Report: New York Knicks Want to Talk to Derek Fisher for Head-Coaching Position

Dan FavaleFeatured ColumnistMay 19, 2014

OKLAHOMA CITY, OK - April 29, 2014:  Derek Fisher #6 of the Oklahoma City Thunder during the game against the Memphis Grizzlies in Game 5 of the Western Conference Quarterfinals during the 2014 NBA Playoffs at the Chesapeake Arena on April 29, 2014 in Oklahoma City, Oklahoma. NOTE TO USER:  User expressly acknowledges and agrees that, by downloading and/or using this photograph, user is consenting to the terms and conditions of the Getty Images License Agreement. Mandatory Copyright Notice:  Copyright 2014 NBAE (Photo by Richard Rowe/NBAE via Getty Images)
Richard Rowe/Getty Images

Phil Jackson and the New York Knicks are going fishing, and they won't even need to borrow Paul George's boat.

After missing out on Steve Kerr, the Knicks have refocused their coaching search on Oklahoma City Thunder point guard Derek Fisher, according to's Marc Stein and Ramona Shelburne. Fisher's Thunder are still in the playoffs, but Jackson is prepared to wait their postseason run out and see if he's interested.

Right now, Stein and Shelburne say it's unclear if he would accept the job:

Fisher's interest in coaching remains a matter of debate, with Oklahoma City coach Scott Brooks telling the New York Daily News over the weekend that it wouldn't surprise him if the 18-year-veteran decided to play on for one more season. Either way, Fisher is trying to deflect all questions about his future -- as a coach or front-office executive -- until after the playoffs, hoping to limit distractions as the Thunder prepare to face the San Antonio Spurs in the Western Conference finals starting Monday night.

Fisher has never coached before, but he won five NBA championships under Jackson with the Los Angeles Lakers. Experience is no longer requisite for high-profile coaching positions, so the Knicks' interest appears legitimate.

Sources told's Ian Begley that Jackson is "looking for a young coach who he can mold and has a strong knowledge of the triangle offense."

As a blank coaching slate, Fisher fits the bill. He's bears the closest resemblance to Kerr of anyone available.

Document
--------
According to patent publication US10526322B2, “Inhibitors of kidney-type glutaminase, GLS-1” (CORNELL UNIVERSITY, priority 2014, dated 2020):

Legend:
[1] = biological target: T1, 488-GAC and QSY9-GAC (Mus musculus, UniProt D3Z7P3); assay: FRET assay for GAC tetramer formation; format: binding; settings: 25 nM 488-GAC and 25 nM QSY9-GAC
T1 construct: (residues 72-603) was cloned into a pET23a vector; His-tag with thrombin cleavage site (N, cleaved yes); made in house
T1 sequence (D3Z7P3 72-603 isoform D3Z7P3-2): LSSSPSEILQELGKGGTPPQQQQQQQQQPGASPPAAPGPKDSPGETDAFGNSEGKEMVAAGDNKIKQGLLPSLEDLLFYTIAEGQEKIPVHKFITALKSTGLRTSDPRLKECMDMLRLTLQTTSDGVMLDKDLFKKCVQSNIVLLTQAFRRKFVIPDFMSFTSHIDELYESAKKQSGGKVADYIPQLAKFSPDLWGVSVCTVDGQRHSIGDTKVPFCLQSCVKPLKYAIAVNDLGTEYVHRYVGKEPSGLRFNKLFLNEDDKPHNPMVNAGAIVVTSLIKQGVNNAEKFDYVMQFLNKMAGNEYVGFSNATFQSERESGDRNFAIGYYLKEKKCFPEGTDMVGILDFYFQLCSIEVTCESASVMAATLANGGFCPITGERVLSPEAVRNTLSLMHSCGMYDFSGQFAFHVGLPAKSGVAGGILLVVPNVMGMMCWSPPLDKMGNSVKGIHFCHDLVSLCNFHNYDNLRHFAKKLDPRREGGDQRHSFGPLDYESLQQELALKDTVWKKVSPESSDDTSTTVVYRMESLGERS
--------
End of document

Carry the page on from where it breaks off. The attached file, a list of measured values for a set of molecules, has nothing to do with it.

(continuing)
"There would be an equal risk with Derek Fisher, who's still keeping his 18-year playing career alive for now," Bleacher Report's Zach Buckley wrote. "The risk wouldn't necessarily be any greater with Fisher, though, and it could be mitigated by Jackson's presence—a safeguard Kerr will not have in Oakland.

Getting Fisher to accept the job might not be so easy. Fisher, 39, has said that he plans on taking at least one year off upon retiring, according to the New York Post's Marc Berman. He has also made it a point not to discuss New York's interest while his Thunder continue their quest for an NBA title.

From Stein and Shelburne:

I would tell people to allow me to finish my career as a player before they give me another job after that. It's humbling, just to think about people thinking of me in that manner, especially while I'm still playing. [But] I promise you this is the last thing on my mind at this point. I really haven't thought about it that much. Hopefully there's a lot of basketball left to be played this season for sure. Once that's done we'll go from there.

If whiffing on Kerr has taught the Zen Master anything, it's that he needs a backup plan. And he has one. Many of them, in fact.

In addition to Fisher, the Knicks remain high on Denver Nuggets head coach Brian Shaw, per Stein and Shelburne. Mike Dunleavy, Kurt Rambis, Bill Cartwright and Tyronn Lue have been mentioned as well. Though Jackson hasn't shown an inclination to hire any big names, he apparently hasn't ruled out interviewing former Golden State Warriors coach Mark Jackson either.

Can Jackson get Fisher on New York's sideline?
Can Jackson get Fisher on New York's sideline?Ronald Martinez/Getty Images

Former Knicks coach Jeff Van Gundy has indirectly thrown himself into the candidate pool, too. While on ESPN Radio’s The Ian O’Connor Show Sunday (via Begley), he admitted that he would love the opportunity to speak with Jackson.

“If Phil Jackson ever wanted to talk basketball with me, which, listen, who knows if that's true, but if he ever did, of course I would take the time, because I'm sure I could benefit from the conversation," he said.

There's almost no predicting where the Knicks' coaching expedition will take them next. Waiting for Fisher won't stop the rumors from swirling or vanquish the exceedingly prevalent pressure. It forces Jackson to keep his options open, to remain both patient and flexible so that he ensures New York's prospective coaching well never dries up.

Resting all your hopes on one candidate is a dangerous game, after all—one he and the Knicks already lost the first time around.